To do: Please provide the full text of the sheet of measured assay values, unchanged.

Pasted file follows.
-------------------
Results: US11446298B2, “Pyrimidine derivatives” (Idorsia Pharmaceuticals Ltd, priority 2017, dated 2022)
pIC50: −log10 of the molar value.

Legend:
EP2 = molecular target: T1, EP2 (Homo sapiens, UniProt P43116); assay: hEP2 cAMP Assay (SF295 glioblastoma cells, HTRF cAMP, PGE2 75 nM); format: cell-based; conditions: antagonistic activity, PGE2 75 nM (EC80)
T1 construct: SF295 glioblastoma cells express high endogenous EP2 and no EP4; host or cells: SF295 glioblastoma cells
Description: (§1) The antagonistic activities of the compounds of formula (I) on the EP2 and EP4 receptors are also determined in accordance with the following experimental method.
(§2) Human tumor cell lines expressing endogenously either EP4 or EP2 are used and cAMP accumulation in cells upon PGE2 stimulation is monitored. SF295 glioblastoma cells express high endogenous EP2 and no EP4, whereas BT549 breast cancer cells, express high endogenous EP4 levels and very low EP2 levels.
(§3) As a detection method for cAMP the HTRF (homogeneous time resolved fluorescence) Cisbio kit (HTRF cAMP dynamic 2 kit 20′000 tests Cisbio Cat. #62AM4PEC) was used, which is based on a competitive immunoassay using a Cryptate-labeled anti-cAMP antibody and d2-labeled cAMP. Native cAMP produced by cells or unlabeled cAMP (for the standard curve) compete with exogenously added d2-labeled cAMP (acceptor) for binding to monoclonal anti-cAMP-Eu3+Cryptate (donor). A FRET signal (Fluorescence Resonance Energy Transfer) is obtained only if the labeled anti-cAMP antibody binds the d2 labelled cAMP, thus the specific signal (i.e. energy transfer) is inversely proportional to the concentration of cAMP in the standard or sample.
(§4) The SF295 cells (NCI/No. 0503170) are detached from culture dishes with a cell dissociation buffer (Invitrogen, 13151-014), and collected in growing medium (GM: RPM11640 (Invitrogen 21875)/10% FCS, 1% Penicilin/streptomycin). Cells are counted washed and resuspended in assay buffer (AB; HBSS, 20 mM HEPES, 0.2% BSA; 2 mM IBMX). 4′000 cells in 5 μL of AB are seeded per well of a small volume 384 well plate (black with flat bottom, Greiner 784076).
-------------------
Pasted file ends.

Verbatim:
Results: US11446298B2, “Pyrimidine derivatives” (Idorsia Pharmaceuticals Ltd, priority 2017, dated 2022)
pIC50: −log10 of the molar value.

Legend:
EP2 = molecular target: T1, EP2 (Homo sapiens, UniProt P43116); assay: hEP2 cAMP Assay (SF295 glioblastoma cells, HTRF cAMP, PGE2 75 nM); format: cell-based; conditions: antagonistic activity, PGE2 75 nM (EC80)
T1 construct: SF295 glioblastoma cells express high endogenous EP2 and no EP4; host or cells: SF295 glioblastoma cells
Description: (§1) The antagonistic activities of the compounds of formula (I) on the EP2 and EP4 receptors are also determined in accordance with the following experimental method.
(§2) Human tumor cell lines expressing endogenously either EP4 or EP2 are used and cAMP accumulation in cells upon PGE2 stimulation is monitored. SF295 glioblastoma cells express high endogenous EP2 and no EP4, whereas BT549 breast cancer cells, express high endogenous EP4 levels and very low EP2 levels.
(§3) As a detection method for cAMP the HTRF (homogeneous time resolved fluorescence) Cisbio kit (HTRF cAMP dynamic 2 kit 20′000 tests Cisbio Cat. #62AM4PEC) was used, which is based on a competitive immunoassay using a Cryptate-labeled anti-cAMP antibody and d2-labeled cAMP. Native cAMP produced by cells or unlabeled cAMP (for the standard curve) compete with exogenously added d2-labeled cAMP (acceptor) for binding to monoclonal anti-cAMP-Eu3+Cryptate (donor). A FRET signal (Fluorescence Resonance Energy Transfer) is obtained only if the labeled anti-cAMP antibody binds the d2 labelled cAMP, thus the specific signal (i.e. energy transfer) is inversely proportional to the concentration of cAMP in the standard or sample.
(§4) The SF295 cells (NCI/No. 0503170) are detached from culture dishes with a cell dissociation buffer (Invitrogen, 13151-014), and collected in growing medium (GM: RPM11640 (Invitrogen 21875)/10% FCS, 1% Penicilin/streptomycin). Cells are counted washed and resuspended in assay buffer (AB; HBSS, 20 mM HEPES, 0.2% BSA; 2 mM IBMX). 4′000 cells in 5 μL of AB are seeded per well of a small volume 384 well plate (black with flat bottom, Greiner 784076).